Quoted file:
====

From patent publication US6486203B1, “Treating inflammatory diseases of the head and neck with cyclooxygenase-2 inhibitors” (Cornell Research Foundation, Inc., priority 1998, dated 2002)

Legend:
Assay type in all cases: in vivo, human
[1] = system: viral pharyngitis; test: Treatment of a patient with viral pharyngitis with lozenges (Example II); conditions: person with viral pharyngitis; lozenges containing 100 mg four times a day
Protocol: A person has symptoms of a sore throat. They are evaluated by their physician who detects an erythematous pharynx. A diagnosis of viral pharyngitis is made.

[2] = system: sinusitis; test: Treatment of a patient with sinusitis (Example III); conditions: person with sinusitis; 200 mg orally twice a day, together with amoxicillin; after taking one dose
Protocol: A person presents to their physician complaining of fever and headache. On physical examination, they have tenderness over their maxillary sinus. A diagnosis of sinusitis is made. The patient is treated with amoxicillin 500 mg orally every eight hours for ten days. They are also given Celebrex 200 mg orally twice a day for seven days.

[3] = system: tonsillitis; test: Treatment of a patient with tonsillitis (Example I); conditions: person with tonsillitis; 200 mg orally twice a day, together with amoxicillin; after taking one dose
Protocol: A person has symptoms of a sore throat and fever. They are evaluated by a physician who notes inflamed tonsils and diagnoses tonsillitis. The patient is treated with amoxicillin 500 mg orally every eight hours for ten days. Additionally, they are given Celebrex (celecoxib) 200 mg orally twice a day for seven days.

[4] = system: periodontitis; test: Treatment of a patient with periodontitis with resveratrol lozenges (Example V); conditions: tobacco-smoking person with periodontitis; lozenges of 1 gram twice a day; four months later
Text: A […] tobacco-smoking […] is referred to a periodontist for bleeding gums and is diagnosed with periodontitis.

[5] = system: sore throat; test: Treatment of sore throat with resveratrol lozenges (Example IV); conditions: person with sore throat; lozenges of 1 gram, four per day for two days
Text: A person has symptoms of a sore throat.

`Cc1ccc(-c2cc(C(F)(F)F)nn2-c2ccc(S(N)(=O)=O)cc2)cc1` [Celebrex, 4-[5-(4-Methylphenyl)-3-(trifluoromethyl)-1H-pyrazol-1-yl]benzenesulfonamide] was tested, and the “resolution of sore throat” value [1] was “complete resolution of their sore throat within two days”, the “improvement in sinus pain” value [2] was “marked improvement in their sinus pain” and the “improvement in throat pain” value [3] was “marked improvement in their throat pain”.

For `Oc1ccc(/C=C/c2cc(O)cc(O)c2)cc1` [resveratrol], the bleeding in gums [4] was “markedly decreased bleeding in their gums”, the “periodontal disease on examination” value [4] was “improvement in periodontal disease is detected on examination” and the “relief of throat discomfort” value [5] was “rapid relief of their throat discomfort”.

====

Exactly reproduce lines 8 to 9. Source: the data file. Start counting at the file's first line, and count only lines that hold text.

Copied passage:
[3] = system: tonsillitis; test: Treatment of a patient with tonsillitis (Example I); conditions: person with tonsillitis; 200 mg orally twice a day, together with amoxicillin; after taking one dose
Protocol: A person has symptoms of a sore throat and fever. They are evaluated by a physician who notes inflamed tonsils and diagnoses tonsillitis. The patient is treated with amoxicillin 500 mg orally every eight hours for ten days. Additionally, they are given Celebrex (celecoxib) 200 mg orally twice a day for seven days.